Do the Kansas City Chiefs Have a Catch-22 with Branden Albert?

Christopher HansenNFL AnalystApril 22, 2013

SAN DIEGO - NOVEMBER 29:  Branden Albert #76 of the Kansas City Chiefs on the sidelines against the San Diego Chargers at Qualcomm Stadium on November 29, 2009 in San Diego, California.  (Photo by Harry How/Getty Images)
Harry How/Getty Images

The Kansas City Chiefs have the No. 1 overall pick on Thursday when the 2013 NFL draft gets underway, but the situation with left tackle Branden Albert is still unresolved. While Albert may not impact the Chiefs’ draft plans, an inability to trade him might present an interesting catch-22.

If the Chiefs select a left tackle with the first pick, they would have two left tackles on the roster. One of them would be paid $9.8 million guaranteed in 2013 and the other would be the No. 1 overall pick. Realistically, the Chiefs would have to trade Albert or play their top pick at right tackle. Albert’s long-term earning potential would take a hit if he agreed to move to the right side.

The Miami Dolphins were the only team to receive permission to negotiate with Albert’s agent, but Jason Cole of Yahoo! Sports reported that a deal is only going to happen if he lowers his demands significantly. It is widely believed the Chiefs would get a second-round draft pick if the Dolphins and Albert could come to an agreement.

Things could change during the draft, but there are currently very few teams with the cap space to absorb Albert’s franchise tag. According to, only nine teams currently have the cap space to absorb $9.8 million, which means a long-term contract will probably have to be pounded out before any other team will be able to land Albert.

Per Cole’s report, Albert wants a contract in the $8-9 million per year range. Of the teams with the cap space to take on Albert’s contract during the draft or extend him at his asking price, very few of them are in need of a left tackle or not in a position to draft one.

Teams may want Albert to take and pass a physical before a trade is finalized because of questions about his back. Although obstacles can be cleared once the draft starts, the Chiefs are facing a very real possibility that they will have to keep Albert on the roster, which would mean being stuck with two left tackles.

The Chiefs could always trade Albert for future draft picks after the draft, but the bigger issue is that they would not be able to recoup the second-round pick they traded to get Alex Smith this season. At this point, there isn’t a huge market for Albert.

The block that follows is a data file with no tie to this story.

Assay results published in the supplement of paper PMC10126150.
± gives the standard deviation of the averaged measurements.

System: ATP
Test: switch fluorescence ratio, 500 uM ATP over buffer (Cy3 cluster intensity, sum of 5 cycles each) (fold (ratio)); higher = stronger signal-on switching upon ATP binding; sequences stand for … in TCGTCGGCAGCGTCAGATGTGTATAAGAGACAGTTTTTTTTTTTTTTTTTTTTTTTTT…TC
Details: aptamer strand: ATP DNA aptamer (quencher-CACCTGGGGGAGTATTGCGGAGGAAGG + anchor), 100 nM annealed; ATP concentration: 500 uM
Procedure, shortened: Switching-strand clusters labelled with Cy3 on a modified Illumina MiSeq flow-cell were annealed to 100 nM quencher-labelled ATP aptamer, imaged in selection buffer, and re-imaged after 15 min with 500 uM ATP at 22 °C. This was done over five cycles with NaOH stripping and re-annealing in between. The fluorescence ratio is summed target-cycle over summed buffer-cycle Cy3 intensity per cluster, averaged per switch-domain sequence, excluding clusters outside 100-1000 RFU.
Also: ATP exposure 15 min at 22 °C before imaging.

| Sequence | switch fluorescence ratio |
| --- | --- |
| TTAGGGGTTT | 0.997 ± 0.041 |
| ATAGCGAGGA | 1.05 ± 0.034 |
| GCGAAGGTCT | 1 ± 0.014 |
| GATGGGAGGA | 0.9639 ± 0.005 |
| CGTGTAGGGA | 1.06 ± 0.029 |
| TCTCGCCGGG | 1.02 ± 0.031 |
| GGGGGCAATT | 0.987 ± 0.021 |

The Chiefs are facing the realistic possibility of turning a franchise left tackle, the No. 1 overall pick and the No. 34 overall pick into a franchise left tackle, Alex Smith and a future second-round pick. That’s surprisingly little bang for the buck and may highlight one of the weaknesses of drafting the best player available regardless of team need.

 If every team stuck to the strategy of drafting the best player available, there should be teams with multiple good players at the same exact position, but that’s rarely the case. There is a precedent set for this kind of move, and one with which general manager John Dorsey is familiar.  The Green Bay Packers drafted Aaron Rodgers in the first round when Brett Favre still had a couple of good years left.

The Packers accepted the fact that they were using extra resources for a player who wouldn’t see the field for a few years. Unfortunately, this kind of logic doesn’t work as well when you are talking about the No. 1 overall pick and a tackle that is expected to play immediately.

It’s tough to feel bad for the Chiefs, because the problem will be the product of their own decisions. It’s also not necessarily a bad thing to have two good players just because they play the same spot. While the situation may be less than ideal if the Chiefs can’t trade Albert, the risk of franchising him was worth the reward.

You can certainly understand the thought process that went into placing the franchise tag on Albert with so many teams desperate for a left tackle. The Chiefs obviously believed they could get a draft pick for Albert, and all signs continue to point to him playing elsewhere next season, but the market appears lukewarm for his services.